Aerospace & Defense

Why Lockheed Martin Earnings Sent Investors Fleeing

Lockheed Martin Corp. (NYSE: LMT) reported second-quarter 2019 results before markets opened Tuesday morning. The world’s largest defense company posted diluted earnings per share (EPS) from continuing operations of $5.00 on revenues of $14.43 billion. In the same period a year ago, the company reported EPS of $4.05 on revenues of $13.4 billion. Second-quarter results also compare to the consensus estimates for EPS of $4.77 and $14.2 billion in revenues.

Cash flow from operations totaled $1.7 billion in the most recent quarter, up from a cash flow deficit of $72 million in the year-ago quarter following pension contributions of $2 billion.

Lockheed raised revenue guidance for the full fiscal year from a prior range of $56.75 billion to $58.25 billion to a new one of $58.25 billion to $59.75 billion. The EPS estimate was also raised, from $20.05 to $20.35 to a new range of $20.85 to $21.15. Operating profit also was boosted from $6.10 billion to $6.25 billion to a new range of $6.33 billion to $6.48 billion.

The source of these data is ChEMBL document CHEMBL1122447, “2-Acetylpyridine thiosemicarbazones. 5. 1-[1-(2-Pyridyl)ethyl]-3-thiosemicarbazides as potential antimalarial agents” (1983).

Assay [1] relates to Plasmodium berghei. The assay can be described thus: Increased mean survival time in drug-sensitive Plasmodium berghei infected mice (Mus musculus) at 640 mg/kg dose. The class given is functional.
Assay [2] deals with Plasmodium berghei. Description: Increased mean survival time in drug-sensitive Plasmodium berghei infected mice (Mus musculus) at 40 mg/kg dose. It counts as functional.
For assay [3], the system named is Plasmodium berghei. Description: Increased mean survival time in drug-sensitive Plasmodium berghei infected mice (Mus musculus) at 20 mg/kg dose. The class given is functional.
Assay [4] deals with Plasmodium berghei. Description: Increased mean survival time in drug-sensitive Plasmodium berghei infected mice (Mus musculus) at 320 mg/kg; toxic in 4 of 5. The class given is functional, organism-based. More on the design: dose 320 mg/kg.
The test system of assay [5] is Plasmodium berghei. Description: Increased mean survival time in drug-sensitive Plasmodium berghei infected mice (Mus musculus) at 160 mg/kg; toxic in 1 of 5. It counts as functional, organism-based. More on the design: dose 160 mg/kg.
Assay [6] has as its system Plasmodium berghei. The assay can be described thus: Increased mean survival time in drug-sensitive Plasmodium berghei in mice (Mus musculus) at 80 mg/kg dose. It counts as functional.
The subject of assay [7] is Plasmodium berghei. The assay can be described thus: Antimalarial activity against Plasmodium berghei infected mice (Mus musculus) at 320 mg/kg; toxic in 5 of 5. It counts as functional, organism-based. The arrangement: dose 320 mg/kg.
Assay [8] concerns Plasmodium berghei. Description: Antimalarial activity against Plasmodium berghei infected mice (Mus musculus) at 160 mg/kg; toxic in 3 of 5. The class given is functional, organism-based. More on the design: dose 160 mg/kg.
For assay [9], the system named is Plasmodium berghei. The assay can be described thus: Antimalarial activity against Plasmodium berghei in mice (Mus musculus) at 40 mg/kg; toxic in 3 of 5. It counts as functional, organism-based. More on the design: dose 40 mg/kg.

CEO Marillyn Hewitt commented:

The corporation achieved another quarter of strong operational and financial results across all four of our businesses, which allowed us to grow our backlog to a new record level and to increase our financial outlook for 2019. Our team remains focused on driving growth, investing in innovative solutions, and creating long-term value for shareholders.

The company repurchased 600,000 shares of its stock valued at $219 million during the second quarter and paid dividends totaling $622 million.

All four of the company segments posted a year-over-year gain in sales and operating profit. Sales rose by more than $200 million in each segment, while profit was up by $6 million in the rotary and mission systems units and $48 million in missiles and fire control units.

Analysts expect Lockheed to post third-quarter sales of $14.43 billion and EPS of $4.84. Full-year EPS is forecast at $20.57 on sales of $58.06 billion.

Investors cheered the raised guidance and the better-than-expected top-line and bottom-line results by snipping about 0.5% from the share price. The company did note that the impact of U.S. actions canceling sales of Lockheed’s F-35 joint strike fighter is not included in the raised guidance. That’s probably the reason for the tepid response to otherwise solid results.

Shares traded down about 0.7% in the late morning Tuesday, at $355.33 in a 52-week range of $241.18 to $373.37. The consensus 12-month price target on the stock was $382.39 before results were announced.